Life as a Fundraising Intern – Week Two

Another Friday evening has arrived, and so it marks the end of my second week here at Action For Kids. As I write this entry, the faint sound of hoovering fills the air, coupled with a distant murmur of conversation. Re-winding my brain back over the events of the past week, I am beginning to reflect on my experiences, piecing together each memory and learning experience in the personal jigsaw puzzle that is my brain.

This week, I have had the opportunity to learn about many different aspects of Action For Kids in relation, but not always exclusive to, the Fundraising Department. The most prominent theme of this week has been learning about the significance and growing importance of the internet, (in particular social media) to the charity. Any activity the organisation participates in online, be that related to the website, on Twitter, or on the Action For Kids Facebook page, maintaining a virtual presence is something that everyone takes pride in.

The Action For Kids Twitter Page

If you feel inspired to learn more about our charity or want to interact with us, find us on Twitter.

Being part of a generation that has grown up with the internet and the many social media trends that have followed since its creation, sharing snippets of my life to family and friends in a virtual environment is something that I have grown accustomed to. The aspect that perhaps I hadn’t considered as fully as I could have prior to this week, is the use of social media for charities including Action For Kids. I now see that, as well as providing the opportunity for interaction and communication between the organisation and its supporters, it allows our charity to have its voice heard. This proves to be invaluable, especially when the majority of issues a charity may face are not always deemed newsworthy by the Media.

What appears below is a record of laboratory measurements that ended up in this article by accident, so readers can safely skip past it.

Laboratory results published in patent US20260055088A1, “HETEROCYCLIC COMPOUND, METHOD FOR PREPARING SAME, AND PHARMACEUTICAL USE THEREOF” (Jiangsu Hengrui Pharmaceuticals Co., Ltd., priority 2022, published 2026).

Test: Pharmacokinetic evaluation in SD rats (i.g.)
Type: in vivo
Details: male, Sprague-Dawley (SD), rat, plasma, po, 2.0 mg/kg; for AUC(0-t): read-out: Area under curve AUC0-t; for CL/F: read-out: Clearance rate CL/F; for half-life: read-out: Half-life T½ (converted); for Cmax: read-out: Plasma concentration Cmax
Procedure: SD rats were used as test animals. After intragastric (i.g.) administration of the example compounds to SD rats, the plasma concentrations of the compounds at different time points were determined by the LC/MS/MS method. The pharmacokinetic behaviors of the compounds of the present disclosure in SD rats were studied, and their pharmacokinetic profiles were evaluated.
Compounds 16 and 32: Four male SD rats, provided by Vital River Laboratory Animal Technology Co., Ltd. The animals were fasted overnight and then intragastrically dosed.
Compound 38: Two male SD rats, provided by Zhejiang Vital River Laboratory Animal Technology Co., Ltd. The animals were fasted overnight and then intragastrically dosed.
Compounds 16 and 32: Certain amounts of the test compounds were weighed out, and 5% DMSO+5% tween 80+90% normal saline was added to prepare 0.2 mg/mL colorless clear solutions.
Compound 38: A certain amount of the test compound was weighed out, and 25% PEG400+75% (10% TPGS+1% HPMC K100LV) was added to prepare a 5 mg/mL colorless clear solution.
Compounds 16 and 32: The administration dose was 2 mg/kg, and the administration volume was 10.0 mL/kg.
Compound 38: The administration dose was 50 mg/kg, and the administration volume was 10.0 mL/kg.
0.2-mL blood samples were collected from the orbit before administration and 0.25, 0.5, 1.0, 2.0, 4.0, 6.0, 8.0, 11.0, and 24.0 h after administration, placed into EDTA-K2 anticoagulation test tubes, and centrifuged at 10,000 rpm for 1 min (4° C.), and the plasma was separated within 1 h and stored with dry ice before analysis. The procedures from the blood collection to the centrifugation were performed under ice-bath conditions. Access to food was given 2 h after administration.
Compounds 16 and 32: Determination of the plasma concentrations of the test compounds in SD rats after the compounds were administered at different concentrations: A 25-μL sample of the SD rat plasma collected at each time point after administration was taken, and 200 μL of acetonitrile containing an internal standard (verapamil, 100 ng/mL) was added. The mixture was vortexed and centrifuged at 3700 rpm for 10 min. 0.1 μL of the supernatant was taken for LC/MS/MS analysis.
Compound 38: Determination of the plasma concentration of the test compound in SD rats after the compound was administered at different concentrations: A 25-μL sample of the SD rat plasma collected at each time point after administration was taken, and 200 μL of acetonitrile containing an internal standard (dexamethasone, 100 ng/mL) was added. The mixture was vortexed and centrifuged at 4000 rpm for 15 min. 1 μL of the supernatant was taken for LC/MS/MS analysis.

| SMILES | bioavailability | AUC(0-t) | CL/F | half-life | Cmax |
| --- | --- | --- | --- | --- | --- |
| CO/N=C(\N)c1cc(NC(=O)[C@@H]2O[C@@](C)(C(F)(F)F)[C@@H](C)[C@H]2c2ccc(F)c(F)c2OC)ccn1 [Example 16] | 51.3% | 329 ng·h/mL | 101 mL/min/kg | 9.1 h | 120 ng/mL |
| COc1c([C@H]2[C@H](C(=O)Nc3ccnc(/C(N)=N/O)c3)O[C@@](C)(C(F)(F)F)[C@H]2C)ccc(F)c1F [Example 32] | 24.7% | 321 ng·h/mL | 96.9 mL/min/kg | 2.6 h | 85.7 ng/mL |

The Action For Kids Facebook page

The Action For Kids Facebook page contains information on events and other relevant happenings. If you feel inspired to find out more about us, join our page!

I have had great fun contributing to the Facebook page, uploading images (many of which were ‘nail-biting’ action shots) from last year’s City Beach Volleyball Tournament. A number of the staff and young people have also shared anecdotal stories about what to expect from next week’s event, which is even more exciting.

Reflecting on my experiences this week, I can honestly say that I have had the chance to build upon my learning experiences; turning theory gathered in my degree into practice. Looking ahead to next week, I am excited to face the many opportunities and challenges that it may bring, and cannot wait to be a part of this year’s Beach Volleyball Event!

Life as a Fundraising Intern – Week One

The day I had been waiting for had finally arrived. Filled with a mixture of anticipation and excitement, I made my way to the entrance of the building that has become the heart and home for many of the staff and students working in and visiting Action For Kids. For those who are a little less familiar with the organisation, Action For Kids is a North-London based charity; established in 1991. From its humble beginnings, the charity has flourished over many years and now occupies Ability House in Tottenham, providing an array of much needed emotional and practical support to the families, children and young people whose lives are affected by a disability; from all walks of life.

The joy of Action For Kids

Having finished University four months ago, I felt particularly nervous at the prospect of embarking upon a new chapter within my life, as it was so different to the routine I had become accustomed to in recent years; attending lectures and accumulating my knowledge from textbooks. Now, the time had come to gain life experience. Whilst I was sat waiting to be collected for my interview for the position of Fundraising Intern, I began chatting to an extremely out-going, bubbly and funny receptionist, and immediately I was struck with the realisation of what made Action For Kids such a unique charity; the passion for the cause and friendliness of all who were present could be felt as tangibly as my heart-beat could be felt in my ears. Suddenly, I no longer felt nervous, instead feeling like a part of the family, which is an amazingly refreshing experience in a world that is becoming increasingly individualistic.